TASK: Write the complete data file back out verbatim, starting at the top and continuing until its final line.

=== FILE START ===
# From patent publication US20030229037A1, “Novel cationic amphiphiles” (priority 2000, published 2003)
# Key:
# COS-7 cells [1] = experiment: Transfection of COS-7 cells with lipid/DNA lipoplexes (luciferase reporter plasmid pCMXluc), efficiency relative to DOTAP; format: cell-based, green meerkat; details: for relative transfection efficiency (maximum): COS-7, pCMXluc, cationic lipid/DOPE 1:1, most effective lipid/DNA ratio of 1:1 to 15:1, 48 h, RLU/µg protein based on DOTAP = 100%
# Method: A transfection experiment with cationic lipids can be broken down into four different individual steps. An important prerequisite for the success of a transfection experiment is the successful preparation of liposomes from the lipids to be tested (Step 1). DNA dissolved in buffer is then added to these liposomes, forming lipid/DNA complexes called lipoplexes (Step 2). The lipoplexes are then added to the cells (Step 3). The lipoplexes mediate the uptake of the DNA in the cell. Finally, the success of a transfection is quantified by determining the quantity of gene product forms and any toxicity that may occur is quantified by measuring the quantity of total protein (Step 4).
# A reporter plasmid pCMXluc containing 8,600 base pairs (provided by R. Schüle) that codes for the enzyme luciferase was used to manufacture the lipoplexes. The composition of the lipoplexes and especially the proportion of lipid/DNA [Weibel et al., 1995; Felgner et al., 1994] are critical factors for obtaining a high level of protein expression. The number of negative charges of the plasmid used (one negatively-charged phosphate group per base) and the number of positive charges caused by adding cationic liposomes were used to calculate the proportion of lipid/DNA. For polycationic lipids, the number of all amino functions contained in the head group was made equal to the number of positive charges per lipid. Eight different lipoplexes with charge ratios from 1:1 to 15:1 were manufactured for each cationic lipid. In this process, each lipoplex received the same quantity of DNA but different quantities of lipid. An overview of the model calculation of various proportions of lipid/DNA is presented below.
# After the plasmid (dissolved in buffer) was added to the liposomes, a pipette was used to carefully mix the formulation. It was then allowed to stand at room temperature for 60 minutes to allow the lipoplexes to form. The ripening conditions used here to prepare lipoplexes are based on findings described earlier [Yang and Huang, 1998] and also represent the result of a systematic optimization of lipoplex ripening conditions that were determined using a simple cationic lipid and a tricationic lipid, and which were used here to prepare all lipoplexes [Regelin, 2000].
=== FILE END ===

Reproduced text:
# From patent publication US20030229037A1, “Novel cationic amphiphiles” (priority 2000, published 2003)
# Key:
# COS-7 cells [1] = experiment: Transfection of COS-7 cells with lipid/DNA lipoplexes (luciferase reporter plasmid pCMXluc), efficiency relative to DOTAP; format: cell-based, green meerkat; details: for relative transfection efficiency (maximum): COS-7, pCMXluc, cationic lipid/DOPE 1:1, most effective lipid/DNA ratio of 1:1 to 15:1, 48 h, RLU/µg protein based on DOTAP = 100%
# Method: A transfection experiment with cationic lipids can be broken down into four different individual steps. An important prerequisite for the success of a transfection experiment is the successful preparation of liposomes from the lipids to be tested (Step 1). DNA dissolved in buffer is then added to these liposomes, forming lipid/DNA complexes called lipoplexes (Step 2). The lipoplexes are then added to the cells (Step 3). The lipoplexes mediate the uptake of the DNA in the cell. Finally, the success of a transfection is quantified by determining the quantity of gene product forms and any toxicity that may occur is quantified by measuring the quantity of total protein (Step 4).
# A reporter plasmid pCMXluc containing 8,600 base pairs (provided by R. Schüle) that codes for the enzyme luciferase was used to manufacture the lipoplexes. The composition of the lipoplexes and especially the proportion of lipid/DNA [Weibel et al., 1995; Felgner et al., 1994] are critical factors for obtaining a high level of protein expression. The number of negative charges of the plasmid used (one negatively-charged phosphate group per base) and the number of positive charges caused by adding cationic liposomes were used to calculate the proportion of lipid/DNA. For polycationic lipids, the number of all amino functions contained in the head group was made equal to the number of positive charges per lipid. Eight different lipoplexes with charge ratios from 1:1 to 15:1 were manufactured for each cationic lipid. In this process, each lipoplex received the same quantity of DNA but different quantities of lipid. An overview of the model calculation of various proportions of lipid/DNA is presented below.
# After the plasmid (dissolved in buffer) was added to the liposomes, a pipette was used to carefully mix the formulation. It was then allowed to stand at room temperature for 60 minutes to allow the lipoplexes to form. The ripening conditions used here to prepare lipoplexes are based on findings described earlier [Yang and Huang, 1998] and also represent the result of a systematic optimization of lipoplex ripening conditions that were determined using a simple cationic lipid and a tricationic lipid, and which were used here to prepare all lipoplexes [Regelin, 2000].